This Insight19 podcast gives a brief recap of the history of the Union Budget from the 50's
(Note: This podcast was first published in January 2018 and has been repurposed for Moneycontrol listeners.)
India's first Finance Minister, Sir R.K. Shanmugham Chetty, presented the first Finance Budget of independent India on November 26, 1947. His choice for finance minister was, at the time, a controversial one due to his pro-British leanings.
In the 1949-50 budget, the government abolished the much abused tax evasion instrument, the Capital Gains Tax. This is the tax that must be paid when one sells real estate for a profit, for instance. The concept of Capital Gains Tax, which was abolished a few years earlier, was brought back in the budget of 1956-57. This move was carried out by C.D. Deshmukh.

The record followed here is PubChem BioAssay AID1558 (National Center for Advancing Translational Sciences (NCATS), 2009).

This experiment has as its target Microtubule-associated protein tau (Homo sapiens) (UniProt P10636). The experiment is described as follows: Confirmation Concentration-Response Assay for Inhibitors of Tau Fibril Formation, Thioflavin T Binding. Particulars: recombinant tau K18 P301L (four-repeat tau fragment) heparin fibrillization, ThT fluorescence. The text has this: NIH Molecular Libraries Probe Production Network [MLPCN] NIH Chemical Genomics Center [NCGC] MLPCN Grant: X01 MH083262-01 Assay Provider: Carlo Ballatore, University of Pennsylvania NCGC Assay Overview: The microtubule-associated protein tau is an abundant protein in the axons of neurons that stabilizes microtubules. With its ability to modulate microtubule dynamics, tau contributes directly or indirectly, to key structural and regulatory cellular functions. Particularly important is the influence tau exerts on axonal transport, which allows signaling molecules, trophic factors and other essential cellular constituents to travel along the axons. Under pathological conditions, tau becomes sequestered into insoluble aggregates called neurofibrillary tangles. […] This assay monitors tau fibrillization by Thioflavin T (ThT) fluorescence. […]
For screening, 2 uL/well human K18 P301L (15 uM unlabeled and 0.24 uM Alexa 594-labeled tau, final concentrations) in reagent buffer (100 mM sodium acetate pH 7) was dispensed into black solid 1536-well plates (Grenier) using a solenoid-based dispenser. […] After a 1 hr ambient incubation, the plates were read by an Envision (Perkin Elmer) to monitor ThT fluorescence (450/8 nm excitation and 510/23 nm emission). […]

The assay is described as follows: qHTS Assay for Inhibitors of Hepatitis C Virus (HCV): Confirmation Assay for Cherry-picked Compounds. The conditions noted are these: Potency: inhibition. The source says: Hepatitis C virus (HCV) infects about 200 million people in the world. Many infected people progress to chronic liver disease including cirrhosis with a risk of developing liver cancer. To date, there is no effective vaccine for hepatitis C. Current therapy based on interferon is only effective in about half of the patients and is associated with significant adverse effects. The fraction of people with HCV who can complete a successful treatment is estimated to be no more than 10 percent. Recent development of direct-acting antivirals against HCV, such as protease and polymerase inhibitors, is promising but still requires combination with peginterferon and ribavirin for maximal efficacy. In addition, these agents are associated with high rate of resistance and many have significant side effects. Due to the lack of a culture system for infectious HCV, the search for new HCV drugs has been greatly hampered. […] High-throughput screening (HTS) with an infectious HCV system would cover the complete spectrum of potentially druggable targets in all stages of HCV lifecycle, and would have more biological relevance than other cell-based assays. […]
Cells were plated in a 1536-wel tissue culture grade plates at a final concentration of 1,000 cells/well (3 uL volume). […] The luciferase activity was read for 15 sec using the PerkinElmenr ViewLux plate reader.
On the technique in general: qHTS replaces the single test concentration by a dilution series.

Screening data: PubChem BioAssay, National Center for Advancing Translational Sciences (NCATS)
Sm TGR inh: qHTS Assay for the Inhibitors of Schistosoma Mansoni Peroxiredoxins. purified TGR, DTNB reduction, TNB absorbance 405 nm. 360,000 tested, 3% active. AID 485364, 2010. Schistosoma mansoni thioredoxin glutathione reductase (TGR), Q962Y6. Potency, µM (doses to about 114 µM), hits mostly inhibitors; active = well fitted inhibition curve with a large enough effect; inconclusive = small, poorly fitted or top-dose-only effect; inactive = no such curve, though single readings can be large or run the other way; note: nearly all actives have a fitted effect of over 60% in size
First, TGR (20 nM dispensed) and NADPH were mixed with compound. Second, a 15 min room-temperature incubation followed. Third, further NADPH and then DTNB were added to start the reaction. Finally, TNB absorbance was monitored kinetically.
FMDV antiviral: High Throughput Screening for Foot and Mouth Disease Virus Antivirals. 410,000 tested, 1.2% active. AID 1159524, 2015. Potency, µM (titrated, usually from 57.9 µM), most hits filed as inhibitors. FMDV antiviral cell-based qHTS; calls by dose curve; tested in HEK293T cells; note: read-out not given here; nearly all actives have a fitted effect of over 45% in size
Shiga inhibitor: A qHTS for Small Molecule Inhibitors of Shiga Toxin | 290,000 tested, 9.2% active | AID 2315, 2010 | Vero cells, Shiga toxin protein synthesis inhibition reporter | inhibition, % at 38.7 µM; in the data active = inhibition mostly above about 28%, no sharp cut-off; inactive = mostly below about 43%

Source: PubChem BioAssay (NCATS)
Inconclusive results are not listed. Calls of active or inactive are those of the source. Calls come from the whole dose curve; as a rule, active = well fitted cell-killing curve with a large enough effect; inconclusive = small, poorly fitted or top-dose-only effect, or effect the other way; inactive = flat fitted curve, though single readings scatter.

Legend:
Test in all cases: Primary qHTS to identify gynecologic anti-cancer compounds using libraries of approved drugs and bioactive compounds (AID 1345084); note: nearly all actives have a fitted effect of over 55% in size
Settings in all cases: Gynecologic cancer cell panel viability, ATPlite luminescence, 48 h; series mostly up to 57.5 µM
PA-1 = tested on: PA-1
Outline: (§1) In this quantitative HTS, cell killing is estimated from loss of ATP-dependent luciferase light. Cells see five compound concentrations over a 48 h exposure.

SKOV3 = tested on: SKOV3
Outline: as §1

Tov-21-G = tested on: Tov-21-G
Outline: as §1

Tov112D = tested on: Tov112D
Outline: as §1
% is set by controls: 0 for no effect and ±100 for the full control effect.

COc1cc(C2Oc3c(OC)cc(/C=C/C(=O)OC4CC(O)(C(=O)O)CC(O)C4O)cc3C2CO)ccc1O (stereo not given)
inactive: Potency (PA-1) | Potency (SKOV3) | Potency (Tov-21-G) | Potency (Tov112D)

The 1950-51 budget announced a cut in the super-rich tax rate, so as to push savings. In the words of John Mathai, it was proposed to abolish the distinction between earned and unearned income and to levy a uniform rate on both.
The 1951 Budget by John Mathai laid down the road map to the creation of the Planning Commission. After independence, it was hoped that the five year plans would steer the Indian Economy towards balanced growth.
The 1954-55 budget announced plans to set up a specialized financial institution to offer loans to industry. This institution would one day become ICICI.
The 1957-58 budget proposed a new direct taxation instrument called the Wealth Tax. This would remain in use for the next six decades. Also called a capital tax and equity tax, it is a levy on the total value of personal assets.Gift Tax was a then new tool that was used with some success in the West. This was introduced to India in 1958-59 by a one time Budget Presenter: Jawaharlal Nehru.